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What is short communication?

  1. Jan 21, 2015 #1

    blue_leaf77

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    So I noticed a mistake in the mathematical analysis in a paper and I want to propose the revised version. What should I do?
    I think it doesn't worth a journal since the revision probably only takes a page. Is there other ways of doing such revision? I have heard there is this short communications thing, is this relevant? If it is, how long is typical short communication?
     
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  3. Jan 21, 2015 #2

    Quantum Defect

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    If you are correcting your own work, you can submit an erratum to the journal.

    If you are correcting somebody else's mistake, you can submit a "Comment." If it is simply a typo, the original author may be allowed to submit an erratum, thanking you for your help, etc.

    I believe that the "gentlemanly" thing to do is to first send a brief note to the authors of the original publication, which gives them the chance to fix little problems. I did this to a big wig when I was in graduate school, and was sent a very nice thank you letter from the big wig.

    If it is a bigger problem (i.e. the analysis is wrong) the original author may get testy, and if you believe that you are correct, you can try the "Comment" route. Journals will allow the original author to submit a "Reply" to the comment. Sometimes you see a Reply to the Reply, etc.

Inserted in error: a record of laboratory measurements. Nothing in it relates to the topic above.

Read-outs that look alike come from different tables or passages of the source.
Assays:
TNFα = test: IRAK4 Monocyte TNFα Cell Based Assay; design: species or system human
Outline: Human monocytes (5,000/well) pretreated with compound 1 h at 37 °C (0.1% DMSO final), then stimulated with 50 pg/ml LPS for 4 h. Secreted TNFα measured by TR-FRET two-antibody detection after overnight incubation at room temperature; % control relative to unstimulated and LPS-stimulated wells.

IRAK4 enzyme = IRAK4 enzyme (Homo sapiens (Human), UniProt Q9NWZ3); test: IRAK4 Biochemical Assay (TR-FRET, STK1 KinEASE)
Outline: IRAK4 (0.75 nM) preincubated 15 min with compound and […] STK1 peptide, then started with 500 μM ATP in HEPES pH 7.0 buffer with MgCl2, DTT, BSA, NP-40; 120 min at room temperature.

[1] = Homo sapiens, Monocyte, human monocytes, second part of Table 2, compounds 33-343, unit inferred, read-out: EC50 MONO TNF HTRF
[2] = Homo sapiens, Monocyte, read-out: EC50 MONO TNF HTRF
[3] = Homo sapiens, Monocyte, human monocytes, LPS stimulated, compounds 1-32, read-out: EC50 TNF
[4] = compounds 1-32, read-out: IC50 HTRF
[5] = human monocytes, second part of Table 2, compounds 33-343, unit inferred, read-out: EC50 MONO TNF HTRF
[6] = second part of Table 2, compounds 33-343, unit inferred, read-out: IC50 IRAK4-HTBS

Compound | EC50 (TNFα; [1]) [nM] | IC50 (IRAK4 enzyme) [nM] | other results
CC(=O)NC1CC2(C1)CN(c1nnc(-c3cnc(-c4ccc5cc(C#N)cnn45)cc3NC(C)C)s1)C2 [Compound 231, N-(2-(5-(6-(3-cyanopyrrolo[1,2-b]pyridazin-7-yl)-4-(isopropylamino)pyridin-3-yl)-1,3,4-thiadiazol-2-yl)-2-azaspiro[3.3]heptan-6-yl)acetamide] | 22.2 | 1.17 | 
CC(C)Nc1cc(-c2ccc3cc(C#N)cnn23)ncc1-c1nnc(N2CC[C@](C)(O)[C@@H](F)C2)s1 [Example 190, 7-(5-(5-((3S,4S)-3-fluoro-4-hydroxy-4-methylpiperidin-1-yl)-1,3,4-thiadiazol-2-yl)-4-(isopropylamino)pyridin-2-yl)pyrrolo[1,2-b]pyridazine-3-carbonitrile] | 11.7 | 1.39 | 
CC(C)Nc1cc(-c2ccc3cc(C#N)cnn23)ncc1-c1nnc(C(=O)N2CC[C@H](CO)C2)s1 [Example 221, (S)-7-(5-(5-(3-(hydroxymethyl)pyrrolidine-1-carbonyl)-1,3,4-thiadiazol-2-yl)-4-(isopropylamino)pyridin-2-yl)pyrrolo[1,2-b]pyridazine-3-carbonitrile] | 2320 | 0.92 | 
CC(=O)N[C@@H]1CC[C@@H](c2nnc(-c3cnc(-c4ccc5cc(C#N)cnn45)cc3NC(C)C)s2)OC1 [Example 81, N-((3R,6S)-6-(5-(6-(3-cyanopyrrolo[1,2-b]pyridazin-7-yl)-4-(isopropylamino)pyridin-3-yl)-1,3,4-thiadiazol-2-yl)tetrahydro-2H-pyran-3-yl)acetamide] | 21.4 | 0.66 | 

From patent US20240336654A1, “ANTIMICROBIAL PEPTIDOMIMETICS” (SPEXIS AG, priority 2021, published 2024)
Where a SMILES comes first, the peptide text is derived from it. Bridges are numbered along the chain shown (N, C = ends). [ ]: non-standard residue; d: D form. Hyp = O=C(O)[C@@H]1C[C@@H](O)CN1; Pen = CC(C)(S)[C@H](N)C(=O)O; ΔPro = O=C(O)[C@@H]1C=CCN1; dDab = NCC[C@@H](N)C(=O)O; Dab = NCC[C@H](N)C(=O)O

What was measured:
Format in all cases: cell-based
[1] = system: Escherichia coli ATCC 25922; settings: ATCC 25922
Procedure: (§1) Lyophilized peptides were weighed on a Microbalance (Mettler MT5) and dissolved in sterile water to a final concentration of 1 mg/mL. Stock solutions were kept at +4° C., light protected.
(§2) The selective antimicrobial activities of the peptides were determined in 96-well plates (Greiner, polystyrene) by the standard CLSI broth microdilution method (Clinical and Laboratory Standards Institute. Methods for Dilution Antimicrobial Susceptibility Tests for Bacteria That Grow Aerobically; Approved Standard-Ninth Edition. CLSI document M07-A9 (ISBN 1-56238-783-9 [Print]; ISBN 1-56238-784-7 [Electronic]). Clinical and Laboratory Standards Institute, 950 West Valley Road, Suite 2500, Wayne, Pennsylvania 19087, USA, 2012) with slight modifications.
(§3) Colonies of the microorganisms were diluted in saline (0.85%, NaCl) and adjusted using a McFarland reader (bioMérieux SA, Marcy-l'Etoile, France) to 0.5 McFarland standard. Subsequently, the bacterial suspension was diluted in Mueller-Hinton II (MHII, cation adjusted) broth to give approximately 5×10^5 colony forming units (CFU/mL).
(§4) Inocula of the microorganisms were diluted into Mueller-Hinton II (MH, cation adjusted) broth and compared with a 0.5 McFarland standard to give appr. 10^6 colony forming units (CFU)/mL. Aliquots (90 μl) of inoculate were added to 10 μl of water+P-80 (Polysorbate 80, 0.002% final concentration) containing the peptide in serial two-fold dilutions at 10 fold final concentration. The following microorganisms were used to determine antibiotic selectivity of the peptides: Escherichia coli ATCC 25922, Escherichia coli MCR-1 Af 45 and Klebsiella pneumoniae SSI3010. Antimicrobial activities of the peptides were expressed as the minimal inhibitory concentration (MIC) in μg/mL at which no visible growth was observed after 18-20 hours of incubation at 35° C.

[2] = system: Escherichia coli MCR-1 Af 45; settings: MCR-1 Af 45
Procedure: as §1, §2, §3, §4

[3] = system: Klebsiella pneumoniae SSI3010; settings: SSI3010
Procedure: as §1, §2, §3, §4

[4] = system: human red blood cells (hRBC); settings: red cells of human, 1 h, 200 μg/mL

I would try corresponding with the original author first. You may have made a mistake, and in being corrected you can learn something. Or you can endear yourselves to someone for helping them to remove an embarrassment from the literature.

    Different Journals have different rules. You can look at the editorial page of the particular journal to see how to submit a Comment.
     
  4. Jan 21, 2015 #3

    blue_leaf77

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    I simply disagree with the way they present the mathematical analysis. The reason is that their math analysis leads to a physical result which contradicts the underlying theorem. It seems to me that they didn't notice that discrepancy. I think I should sent e-mail to them first, but by the way where can I find this comment field. I opened the publication link but couldn't find it.
     
  5. Jan 21, 2015 #4

    Quantum Defect

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    Yes this sounds like a bigger problem. If you write to them first, they may invite you to co-author a paper with corrections (assuming that you are correct).

    Usually it is with editorial information. In PRL, it is in the "Authors" section:
    http://journals.aps.org/prl/authors/comments-physical-review-letters
     
  6. Jan 21, 2015 #5

    blue_leaf77

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    Ok thank you very much for the information.
     
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